Economic valuation techniques could be key to proving the value of the arts and unlocking more funding, researchers suggest. 

Photo of exhibition at Tate Liverpool
Photo: 

MattPage CC BY-SA 2.0)

Researchers believe they have hit on a robust way of quantifying how much people’s lives are improved by arts and culture. They hope their techniques will help arts organisations to better demonstrate their value and policymakers to make better decisions, leading to a more efficient use of resources in the sector.

In a new report, researchers from the Cultural Value Project outline how a monetary value can be attributed to the work of cultural institutions. “We no longer need rely on just implicit judgments on the social value of culture,” said researcher Hasan Bakhshi. “Our study shows that, despite the many challenges, economic valuation techniques that are commonly used in areas like environmental policy, like willingness to pay and subjective wellbeing, can be applied successfully to cultural institutions.”

The report considers the ‘contingent’ and ‘wellbeing’ valuation methods – both of which are endorsed by HM Treasury’s Green Book on cost-benefit analysis – as well as a hybrid approach. The researchers concluded that the contingent and hybrid methods worked well, but that the wellbeing approach does not yield meaningful results in the test circumstances. While they admit there are “valid questions” about whether monetary values should be applied to cultural activities, doing so, they say, will increase the chances of culture being considered by policymakers when making economic decisions.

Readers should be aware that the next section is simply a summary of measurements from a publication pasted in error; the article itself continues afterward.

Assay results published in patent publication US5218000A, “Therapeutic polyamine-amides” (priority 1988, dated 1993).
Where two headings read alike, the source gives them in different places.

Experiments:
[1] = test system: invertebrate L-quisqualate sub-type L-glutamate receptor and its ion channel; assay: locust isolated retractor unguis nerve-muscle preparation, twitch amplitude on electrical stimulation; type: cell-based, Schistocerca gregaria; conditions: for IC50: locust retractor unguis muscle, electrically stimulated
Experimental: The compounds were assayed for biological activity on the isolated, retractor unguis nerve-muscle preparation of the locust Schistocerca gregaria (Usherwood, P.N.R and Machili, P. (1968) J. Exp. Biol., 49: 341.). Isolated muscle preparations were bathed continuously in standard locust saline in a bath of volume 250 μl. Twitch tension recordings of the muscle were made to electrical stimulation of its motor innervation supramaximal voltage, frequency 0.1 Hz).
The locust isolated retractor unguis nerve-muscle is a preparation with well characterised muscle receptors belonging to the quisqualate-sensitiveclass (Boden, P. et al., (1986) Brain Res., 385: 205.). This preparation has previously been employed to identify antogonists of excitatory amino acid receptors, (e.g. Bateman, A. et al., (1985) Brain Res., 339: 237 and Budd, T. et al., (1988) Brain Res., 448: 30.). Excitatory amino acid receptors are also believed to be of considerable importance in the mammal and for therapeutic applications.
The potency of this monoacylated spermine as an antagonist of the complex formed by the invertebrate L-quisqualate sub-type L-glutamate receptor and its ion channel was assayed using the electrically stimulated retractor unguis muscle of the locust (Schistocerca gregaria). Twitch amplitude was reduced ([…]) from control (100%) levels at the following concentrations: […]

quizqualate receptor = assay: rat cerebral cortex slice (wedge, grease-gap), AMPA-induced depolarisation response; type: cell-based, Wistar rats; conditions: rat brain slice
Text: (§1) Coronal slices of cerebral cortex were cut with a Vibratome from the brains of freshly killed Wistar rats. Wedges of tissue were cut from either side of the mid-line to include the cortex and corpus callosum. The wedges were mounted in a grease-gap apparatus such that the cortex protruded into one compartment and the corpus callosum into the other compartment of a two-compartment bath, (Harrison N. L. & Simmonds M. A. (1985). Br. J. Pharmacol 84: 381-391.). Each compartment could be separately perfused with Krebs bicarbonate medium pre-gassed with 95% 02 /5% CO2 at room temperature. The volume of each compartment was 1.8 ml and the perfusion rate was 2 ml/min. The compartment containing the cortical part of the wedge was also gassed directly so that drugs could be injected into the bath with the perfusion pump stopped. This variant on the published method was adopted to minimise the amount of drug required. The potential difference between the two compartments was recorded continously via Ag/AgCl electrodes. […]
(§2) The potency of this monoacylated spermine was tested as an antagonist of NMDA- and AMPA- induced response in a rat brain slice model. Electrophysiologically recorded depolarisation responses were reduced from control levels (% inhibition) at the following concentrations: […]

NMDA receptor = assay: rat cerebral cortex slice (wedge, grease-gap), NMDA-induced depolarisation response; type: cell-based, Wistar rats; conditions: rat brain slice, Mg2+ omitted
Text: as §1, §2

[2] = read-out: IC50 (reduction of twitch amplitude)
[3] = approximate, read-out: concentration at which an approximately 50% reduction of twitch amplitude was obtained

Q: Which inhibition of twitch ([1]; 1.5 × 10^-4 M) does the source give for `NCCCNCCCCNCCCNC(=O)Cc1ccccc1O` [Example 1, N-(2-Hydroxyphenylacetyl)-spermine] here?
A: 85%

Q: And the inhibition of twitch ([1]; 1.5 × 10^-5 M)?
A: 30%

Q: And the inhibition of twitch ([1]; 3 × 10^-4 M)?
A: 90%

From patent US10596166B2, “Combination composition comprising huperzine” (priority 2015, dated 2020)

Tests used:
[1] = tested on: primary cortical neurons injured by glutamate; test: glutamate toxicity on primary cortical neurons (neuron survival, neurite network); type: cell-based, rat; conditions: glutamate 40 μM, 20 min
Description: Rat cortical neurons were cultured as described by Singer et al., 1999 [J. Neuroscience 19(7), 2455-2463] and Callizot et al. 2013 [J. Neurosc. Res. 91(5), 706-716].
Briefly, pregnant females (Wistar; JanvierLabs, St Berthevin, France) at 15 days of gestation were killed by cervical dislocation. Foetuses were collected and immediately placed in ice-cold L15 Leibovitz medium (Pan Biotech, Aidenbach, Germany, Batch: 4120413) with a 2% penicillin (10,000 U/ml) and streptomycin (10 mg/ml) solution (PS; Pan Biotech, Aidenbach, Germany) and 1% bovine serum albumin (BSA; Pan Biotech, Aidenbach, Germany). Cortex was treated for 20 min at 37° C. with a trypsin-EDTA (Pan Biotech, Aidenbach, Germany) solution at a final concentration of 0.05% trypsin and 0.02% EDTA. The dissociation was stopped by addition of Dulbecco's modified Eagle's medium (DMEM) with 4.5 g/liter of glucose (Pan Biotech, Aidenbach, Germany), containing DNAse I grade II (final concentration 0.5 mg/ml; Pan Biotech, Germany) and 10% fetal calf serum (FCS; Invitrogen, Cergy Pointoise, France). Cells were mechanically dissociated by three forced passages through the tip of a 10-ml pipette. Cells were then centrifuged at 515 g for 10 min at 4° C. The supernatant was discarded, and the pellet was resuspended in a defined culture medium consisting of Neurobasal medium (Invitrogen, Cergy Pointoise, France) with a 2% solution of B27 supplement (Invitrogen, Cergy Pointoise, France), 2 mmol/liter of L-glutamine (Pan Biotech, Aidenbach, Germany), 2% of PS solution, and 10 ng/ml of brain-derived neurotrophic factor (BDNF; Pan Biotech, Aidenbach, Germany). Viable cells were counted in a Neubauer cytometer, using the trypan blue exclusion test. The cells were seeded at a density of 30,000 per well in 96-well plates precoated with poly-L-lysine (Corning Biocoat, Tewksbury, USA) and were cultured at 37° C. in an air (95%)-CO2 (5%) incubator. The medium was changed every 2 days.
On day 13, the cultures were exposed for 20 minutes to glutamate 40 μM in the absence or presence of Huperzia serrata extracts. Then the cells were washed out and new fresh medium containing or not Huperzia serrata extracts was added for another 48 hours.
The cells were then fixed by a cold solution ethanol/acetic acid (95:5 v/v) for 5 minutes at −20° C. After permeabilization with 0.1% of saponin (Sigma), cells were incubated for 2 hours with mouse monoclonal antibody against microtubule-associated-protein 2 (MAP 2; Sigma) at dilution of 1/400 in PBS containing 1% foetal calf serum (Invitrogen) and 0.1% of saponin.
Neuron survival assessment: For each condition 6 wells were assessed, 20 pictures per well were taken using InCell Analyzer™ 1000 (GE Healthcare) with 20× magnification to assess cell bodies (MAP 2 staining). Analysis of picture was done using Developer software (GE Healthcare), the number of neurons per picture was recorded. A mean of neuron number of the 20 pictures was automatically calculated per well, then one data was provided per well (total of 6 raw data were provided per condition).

The researchers trialled various methods of measuring value at the Natural History Museum and Tate Liverpool. On average visitors estimated that a visit to the Natural History Museum was worth £6.65 and a trip to Tate Liverpool £10.83, although the researchers stress these figures are not directly comparable because of the differing data collection methods and contextual differences.

The study was commissioned by the Arts and Humanities Research Council’s Cultural Value Project and produced in collaboration with Nesta and consultants Simetrica. The Cultural Value Project has already investigated the impact of culture-led regeneration, the value audiences attribute to theatre and the difference in value attributed to amateur, subsidised and commercial performing arts. It will deliver its final report in January 2016.

Author(s): 
A photo of Frances Richens